Rex’s method is not that of many fathers, his being “sink or swim”, providing not only the ability to swim but also a strong metaphor for the reader and Jeannette. This is a representation of not only the Walls’ teaching strategy, also for the struggle to succeed in a life the Jeannette has literally been thrown into. Jeannette takes this idea to heart even though she may not realize it, for her not to succumb to the environment in which encapsulates her, such as Welch and life on the road, she must be able to handle these hard situations and be able to stay
In the memoir The Glass Castle, by Jeannette Walls, her parent’s values are different from hers and her siblings. Specifically, Walls remembers a time where her and her brother found a ring and their mother took it from them: “She was keeping it… to replace the wedding ring her mother had given her, the one Dad had pawned shortly after they got married. “But Mom,” I said, “that ring could get us a lot of food.” “That’s true,” Mom said, “but it could also improve my self-esteem. And at times like these, self-esteem is even more vital than food.”” (186). Obviously, Walls’ mother would rather do things for herself than provide for her children’s needs. If pawning the ring could bring in money to get food, and other necessities, Walls’ mother should do it, but her
As a child, Jeannette Walls moves around constantly with her family. The Walls family would move to different desert towns and settle as long as Mr. Walls can hold a job. When sober, Mr. Walls represents a charismatic father who loves his children and teaches them important life skills. He encourages imagination inside of the Walls kids and often captures their dream and creativity. Together, the family had planned to build a glass castle that contains all of the family’s hope and inspiration. However, at the same time, Mr. Walls is the biggest problem in the family. Mr. Walls is a heavy alcoholic that drinks all of the family’s money away. When desperate, Mr. Walls would even steal money from the family. The drunk Dad would curse at Mom and
I thoroughly enjoyed the book The Glass Castle. I found the book deeply moving as well as meaningful and gives insight to a lifestyle that is usually overlooked in society. The main take away from this book I found is a family such as the Walls, who are just getting by are usually overlooked. They were not constantly living on the streets and moved around multiple times, thus alluding attention that would have affected their life.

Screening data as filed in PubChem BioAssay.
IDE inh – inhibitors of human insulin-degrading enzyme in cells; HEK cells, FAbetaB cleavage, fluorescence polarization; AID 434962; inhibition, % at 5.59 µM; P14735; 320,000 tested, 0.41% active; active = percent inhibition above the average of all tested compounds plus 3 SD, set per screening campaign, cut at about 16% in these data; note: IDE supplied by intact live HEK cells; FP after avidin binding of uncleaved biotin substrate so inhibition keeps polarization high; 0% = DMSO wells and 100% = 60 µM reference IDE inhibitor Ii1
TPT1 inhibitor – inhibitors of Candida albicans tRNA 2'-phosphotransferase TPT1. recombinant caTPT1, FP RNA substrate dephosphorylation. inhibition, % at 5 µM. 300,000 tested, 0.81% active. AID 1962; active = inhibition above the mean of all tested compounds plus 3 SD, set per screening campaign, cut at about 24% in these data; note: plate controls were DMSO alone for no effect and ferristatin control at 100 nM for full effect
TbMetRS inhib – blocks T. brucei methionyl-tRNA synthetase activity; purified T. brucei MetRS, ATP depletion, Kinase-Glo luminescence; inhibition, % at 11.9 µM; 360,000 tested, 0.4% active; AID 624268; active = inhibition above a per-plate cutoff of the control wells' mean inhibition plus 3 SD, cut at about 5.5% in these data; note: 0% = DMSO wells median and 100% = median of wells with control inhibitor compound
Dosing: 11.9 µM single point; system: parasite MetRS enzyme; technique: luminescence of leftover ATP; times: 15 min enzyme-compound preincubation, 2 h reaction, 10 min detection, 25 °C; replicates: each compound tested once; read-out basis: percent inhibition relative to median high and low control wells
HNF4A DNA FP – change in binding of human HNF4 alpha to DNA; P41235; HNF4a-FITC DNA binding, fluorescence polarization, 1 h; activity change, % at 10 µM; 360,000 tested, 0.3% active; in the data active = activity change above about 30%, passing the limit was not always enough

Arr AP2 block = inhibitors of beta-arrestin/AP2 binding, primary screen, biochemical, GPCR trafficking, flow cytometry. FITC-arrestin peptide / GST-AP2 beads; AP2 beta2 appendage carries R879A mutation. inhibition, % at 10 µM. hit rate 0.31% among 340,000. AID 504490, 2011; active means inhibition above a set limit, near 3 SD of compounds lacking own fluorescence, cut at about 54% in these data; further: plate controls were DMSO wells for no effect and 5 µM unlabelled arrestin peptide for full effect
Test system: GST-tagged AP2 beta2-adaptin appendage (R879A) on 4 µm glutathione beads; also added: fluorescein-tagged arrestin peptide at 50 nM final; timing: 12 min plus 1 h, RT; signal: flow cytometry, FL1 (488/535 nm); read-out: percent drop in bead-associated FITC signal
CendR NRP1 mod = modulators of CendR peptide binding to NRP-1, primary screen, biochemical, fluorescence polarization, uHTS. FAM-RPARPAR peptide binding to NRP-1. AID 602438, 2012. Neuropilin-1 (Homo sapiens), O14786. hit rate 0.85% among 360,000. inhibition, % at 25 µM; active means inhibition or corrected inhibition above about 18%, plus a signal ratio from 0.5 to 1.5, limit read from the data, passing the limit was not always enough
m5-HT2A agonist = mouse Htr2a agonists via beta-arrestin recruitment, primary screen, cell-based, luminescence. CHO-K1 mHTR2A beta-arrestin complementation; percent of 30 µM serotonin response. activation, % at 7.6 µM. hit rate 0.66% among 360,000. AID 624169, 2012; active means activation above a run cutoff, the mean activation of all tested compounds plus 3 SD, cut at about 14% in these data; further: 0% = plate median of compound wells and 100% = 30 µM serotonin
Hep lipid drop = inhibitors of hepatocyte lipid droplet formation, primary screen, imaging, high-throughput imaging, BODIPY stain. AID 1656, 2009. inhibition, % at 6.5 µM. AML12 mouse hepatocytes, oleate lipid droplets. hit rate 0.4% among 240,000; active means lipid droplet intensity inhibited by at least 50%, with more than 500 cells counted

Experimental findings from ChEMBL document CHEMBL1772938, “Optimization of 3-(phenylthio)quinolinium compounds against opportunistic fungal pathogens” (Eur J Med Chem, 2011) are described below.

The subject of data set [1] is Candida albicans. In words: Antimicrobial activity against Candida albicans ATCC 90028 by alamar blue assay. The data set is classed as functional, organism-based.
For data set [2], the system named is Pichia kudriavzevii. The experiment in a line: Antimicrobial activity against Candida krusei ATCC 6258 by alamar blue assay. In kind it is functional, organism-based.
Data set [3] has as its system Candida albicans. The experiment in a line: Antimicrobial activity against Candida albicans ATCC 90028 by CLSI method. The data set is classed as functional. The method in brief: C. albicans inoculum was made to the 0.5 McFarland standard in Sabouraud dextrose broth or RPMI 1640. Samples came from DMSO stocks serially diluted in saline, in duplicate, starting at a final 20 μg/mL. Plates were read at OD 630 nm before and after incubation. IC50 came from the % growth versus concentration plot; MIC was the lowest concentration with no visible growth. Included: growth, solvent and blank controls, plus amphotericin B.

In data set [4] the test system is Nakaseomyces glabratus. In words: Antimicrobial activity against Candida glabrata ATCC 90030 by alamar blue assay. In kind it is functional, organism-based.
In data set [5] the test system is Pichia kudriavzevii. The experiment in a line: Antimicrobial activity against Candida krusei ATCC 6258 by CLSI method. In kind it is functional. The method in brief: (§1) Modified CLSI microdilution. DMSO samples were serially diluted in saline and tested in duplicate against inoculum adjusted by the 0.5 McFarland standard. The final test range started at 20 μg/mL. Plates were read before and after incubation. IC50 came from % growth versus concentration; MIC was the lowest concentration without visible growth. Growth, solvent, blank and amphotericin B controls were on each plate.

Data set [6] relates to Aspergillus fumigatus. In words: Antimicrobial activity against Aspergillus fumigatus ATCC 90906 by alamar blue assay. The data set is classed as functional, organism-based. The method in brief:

In The Glass Castle Jeannette Walls faces harsh stuff through her childhood because of her parents. In the beginning of the book she finds her mother digging through trash. She feels embarrassed, so she turns around and goes home without saying hello. Jeanette then calls her mother and asks to have dinner with her. She offers her mother help because she feels guilty, but her mother rejects her help. Jeanette’s mother then tells her that her values are all wrong. Jeanette opens up to her mother about being embarrassed and passing her up in the streets. When her mother asks her why, Jeannette says, “I was too ashamed, Mom. I hid”(5). This quote also relates to her childhood. Jeanette’s childhood was shameful due to her parents careless way of living. Throughout The Glass Castle Jeannette hides her childhood just like she from her mother because she is ashamed of what people might think.
Jeannette Walls also uses the symbol of the Glass Castle, which develops throughout the memoir to show how she slowly loses trust in her father as she realises that she can not depend upon him or anyone else for happiness. The symbolism evolves throughout the memoir as Walls evolves as a person. In the beginning of the memoir, her description of the Glass Castle is naive and hopeful. Her naivety is most apparent when Walls writes, “All of Dad’s engineering skills and mathematical genius were coming together in one special project: a great big house he was going to build for us in the desert… All we had to do was find gold, Dad said, and we were on the verge of that. Once he finished the prospector and we struck it rich, he’d start work on our glass castle” (25). Walls’ innocence and optimism for the creation of the Glass Castle is indicated through her belief that Rex really is on the verge of finding gold and building the Glass Castle. In reality, he was out drinking all day, spending money that could have been used to feed Walls and her siblings. She still thinks that her father will follow through on his promises, and in doing so bring her happiness. She is unaware of his deception, which is becoming increasingly damaging to his family, as they have trouble affording food. Furthermore, Walls’ enthusiasm about the Glass Castle, calling it “special” and “great”, communicates to the reader that this is what she perceives to be her dream in life. She believes that the
In The Glass Castle, Jeannette Walls is forced to take care of herself from a very young age. Her parents are mentally unstable, and her dad regularly turns to alcohol. She is forced to move when any problems arise, which is often--from Battle Mountain to Phoenix to the small town of Welch, Virginia. Despite all of this, Jeannette has a memorable childhood, riding around on bikes, petting cheetahs, and declaring ownership of stars. Throughout her whole life, she is consistently the only one that believes in her reckless father. Even still, when their parents and their living situation becomes too much to bear, she and her sister Lori decide that they must get out, and find New York City to be the ideal location. In the end, Jeannette accepts